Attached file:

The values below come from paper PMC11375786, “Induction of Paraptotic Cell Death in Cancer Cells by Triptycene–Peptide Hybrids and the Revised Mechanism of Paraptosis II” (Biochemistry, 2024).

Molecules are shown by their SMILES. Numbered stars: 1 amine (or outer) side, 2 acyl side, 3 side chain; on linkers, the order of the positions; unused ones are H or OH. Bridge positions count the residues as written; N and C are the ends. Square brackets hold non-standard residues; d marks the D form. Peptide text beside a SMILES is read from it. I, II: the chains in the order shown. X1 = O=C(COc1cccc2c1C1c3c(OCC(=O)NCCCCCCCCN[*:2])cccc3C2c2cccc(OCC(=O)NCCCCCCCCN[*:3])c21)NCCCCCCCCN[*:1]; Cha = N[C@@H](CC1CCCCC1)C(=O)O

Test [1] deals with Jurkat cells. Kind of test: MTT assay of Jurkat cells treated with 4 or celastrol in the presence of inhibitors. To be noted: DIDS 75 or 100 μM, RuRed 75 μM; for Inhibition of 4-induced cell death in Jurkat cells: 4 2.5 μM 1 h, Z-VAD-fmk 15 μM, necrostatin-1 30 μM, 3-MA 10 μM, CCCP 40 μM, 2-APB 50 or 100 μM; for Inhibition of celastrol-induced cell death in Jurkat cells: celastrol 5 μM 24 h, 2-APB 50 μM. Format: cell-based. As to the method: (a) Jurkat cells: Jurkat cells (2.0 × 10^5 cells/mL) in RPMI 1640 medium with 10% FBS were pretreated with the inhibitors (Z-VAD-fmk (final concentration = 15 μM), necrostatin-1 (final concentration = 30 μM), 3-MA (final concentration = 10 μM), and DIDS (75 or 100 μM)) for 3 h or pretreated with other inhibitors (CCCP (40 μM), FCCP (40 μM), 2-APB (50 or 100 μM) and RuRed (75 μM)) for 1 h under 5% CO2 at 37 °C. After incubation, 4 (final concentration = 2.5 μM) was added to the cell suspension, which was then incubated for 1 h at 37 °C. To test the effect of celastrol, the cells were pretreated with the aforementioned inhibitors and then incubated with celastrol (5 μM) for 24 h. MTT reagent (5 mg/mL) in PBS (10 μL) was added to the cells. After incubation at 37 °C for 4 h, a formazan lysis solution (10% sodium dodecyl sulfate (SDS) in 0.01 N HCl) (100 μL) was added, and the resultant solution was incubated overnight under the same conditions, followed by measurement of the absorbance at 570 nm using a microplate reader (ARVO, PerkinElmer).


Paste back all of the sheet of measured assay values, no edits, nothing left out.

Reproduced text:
The values below come from paper PMC11375786, “Induction of Paraptotic Cell Death in Cancer Cells by Triptycene–Peptide Hybrids and the Revised Mechanism of Paraptosis II” (Biochemistry, 2024).

Molecules are shown by their SMILES. Numbered stars: 1 amine (or outer) side, 2 acyl side, 3 side chain; on linkers, the order of the positions; unused ones are H or OH. Bridge positions count the residues as written; N and C are the ends. Square brackets hold non-standard residues; d marks the D form. Peptide text beside a SMILES is read from it. I, II: the chains in the order shown. X1 = O=C(COc1cccc2c1C1c3c(OCC(=O)NCCCCCCCCN[*:2])cccc3C2c2cccc(OCC(=O)NCCCCCCCCN[*:3])c21)NCCCCCCCCN[*:1]; Cha = N[C@@H](CC1CCCCC1)C(=O)O

Test [1] deals with Jurkat cells. Kind of test: MTT assay of Jurkat cells treated with 4 or celastrol in the presence of inhibitors. To be noted: DIDS 75 or 100 μM, RuRed 75 μM; for Inhibition of 4-induced cell death in Jurkat cells: 4 2.5 μM 1 h, Z-VAD-fmk 15 μM, necrostatin-1 30 μM, 3-MA 10 μM, CCCP 40 μM, 2-APB 50 or 100 μM; for Inhibition of celastrol-induced cell death in Jurkat cells: celastrol 5 μM 24 h, 2-APB 50 μM. Format: cell-based. As to the method: (a) Jurkat cells: Jurkat cells (2.0 × 10^5 cells/mL) in RPMI 1640 medium with 10% FBS were pretreated with the inhibitors (Z-VAD-fmk (final concentration = 15 μM), necrostatin-1 (final concentration = 30 μM), 3-MA (final concentration = 10 μM), and DIDS (75 or 100 μM)) for 3 h or pretreated with other inhibitors (CCCP (40 μM), FCCP (40 μM), 2-APB (50 or 100 μM) and RuRed (75 μM)) for 1 h under 5% CO2 at 37 °C. After incubation, 4 (final concentration = 2.5 μM) was added to the cell suspension, which was then incubated for 1 h at 37 °C. To test the effect of celastrol, the cells were pretreated with the aforementioned inhibitors and then incubated with celastrol (5 μM) for 24 h. MTT reagent (5 mg/mL) in PBS (10 μL) was added to the cells. After incubation at 37 °C for 4 h, a formazan lysis solution (10% sodium dodecyl sulfate (SDS) in 0.01 N HCl) (100 μL) was added, and the resultant solution was incubated overnight under the same conditions, followed by measurement of the absorbance at 570 nm using a microplate reader (ARVO, PerkinElmer).